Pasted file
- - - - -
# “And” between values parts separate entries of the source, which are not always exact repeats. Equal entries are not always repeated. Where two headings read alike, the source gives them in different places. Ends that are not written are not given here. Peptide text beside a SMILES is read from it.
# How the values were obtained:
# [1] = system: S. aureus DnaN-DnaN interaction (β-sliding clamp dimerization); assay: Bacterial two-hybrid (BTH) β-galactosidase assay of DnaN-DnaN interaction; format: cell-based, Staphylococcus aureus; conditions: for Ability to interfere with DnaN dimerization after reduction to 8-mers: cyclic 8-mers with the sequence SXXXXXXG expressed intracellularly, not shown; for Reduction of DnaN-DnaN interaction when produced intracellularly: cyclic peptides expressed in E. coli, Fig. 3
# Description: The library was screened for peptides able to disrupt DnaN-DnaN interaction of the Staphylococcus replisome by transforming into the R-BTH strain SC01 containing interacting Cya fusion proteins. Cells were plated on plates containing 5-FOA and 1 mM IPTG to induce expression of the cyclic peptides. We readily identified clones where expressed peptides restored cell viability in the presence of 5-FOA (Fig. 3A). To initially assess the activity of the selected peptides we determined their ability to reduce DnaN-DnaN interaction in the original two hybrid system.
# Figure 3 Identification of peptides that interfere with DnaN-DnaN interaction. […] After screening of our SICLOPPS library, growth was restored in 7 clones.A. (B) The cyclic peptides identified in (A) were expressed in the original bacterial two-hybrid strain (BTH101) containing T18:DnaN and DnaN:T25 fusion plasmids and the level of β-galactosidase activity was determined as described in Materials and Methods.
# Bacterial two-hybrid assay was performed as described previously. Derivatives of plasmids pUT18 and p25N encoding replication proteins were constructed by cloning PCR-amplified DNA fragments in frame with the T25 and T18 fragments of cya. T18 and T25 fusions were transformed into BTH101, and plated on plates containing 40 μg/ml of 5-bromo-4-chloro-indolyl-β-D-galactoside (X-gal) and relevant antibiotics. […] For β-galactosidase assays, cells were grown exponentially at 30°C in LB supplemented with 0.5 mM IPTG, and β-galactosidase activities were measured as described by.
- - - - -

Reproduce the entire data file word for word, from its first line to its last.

# “And” between values parts separate entries of the source, which are not always exact repeats. Equal entries are not always repeated. Where two headings read alike, the source gives them in different places. Ends that are not written are not given here. Peptide text beside a SMILES is read from it.
# How the values were obtained:
# [1] = system: S. aureus DnaN-DnaN interaction (β-sliding clamp dimerization); assay: Bacterial two-hybrid (BTH) β-galactosidase assay of DnaN-DnaN interaction; format: cell-based, Staphylococcus aureus; conditions: for Ability to interfere with DnaN dimerization after reduction to 8-mers: cyclic 8-mers with the sequence SXXXXXXG expressed intracellularly, not shown; for Reduction of DnaN-DnaN interaction when produced intracellularly: cyclic peptides expressed in E. coli, Fig. 3
# Description: The library was screened for peptides able to disrupt DnaN-DnaN interaction of the Staphylococcus replisome by transforming into the R-BTH strain SC01 containing interacting Cya fusion proteins. Cells were plated on plates containing 5-FOA and 1 mM IPTG to induce expression of the cyclic peptides. We readily identified clones where expressed peptides restored cell viability in the presence of 5-FOA (Fig. 3A). To initially assess the activity of the selected peptides we determined their ability to reduce DnaN-DnaN interaction in the original two hybrid system.
# Figure 3 Identification of peptides that interfere with DnaN-DnaN interaction. […] After screening of our SICLOPPS library, growth was restored in 7 clones.A. (B) The cyclic peptides identified in (A) were expressed in the original bacterial two-hybrid strain (BTH101) containing T18:DnaN and DnaN:T25 fusion plasmids and the level of β-galactosidase activity was determined as described in Materials and Methods.
# Bacterial two-hybrid assay was performed as described previously. Derivatives of plasmids pUT18 and p25N encoding replication proteins were constructed by cloning PCR-amplified DNA fragments in frame with the T25 and T18 fragments of cya. T18 and T25 fusions were transformed into BTH101, and plated on plates containing 40 μg/ml of 5-bromo-4-chloro-indolyl-β-D-galactoside (X-gal) and relevant antibiotics. […] For β-galactosidase assays, cells were grown exponentially at 30°C in LB supplemented with 0.5 mM IPTG, and β-galactosidase activities were measured as described by.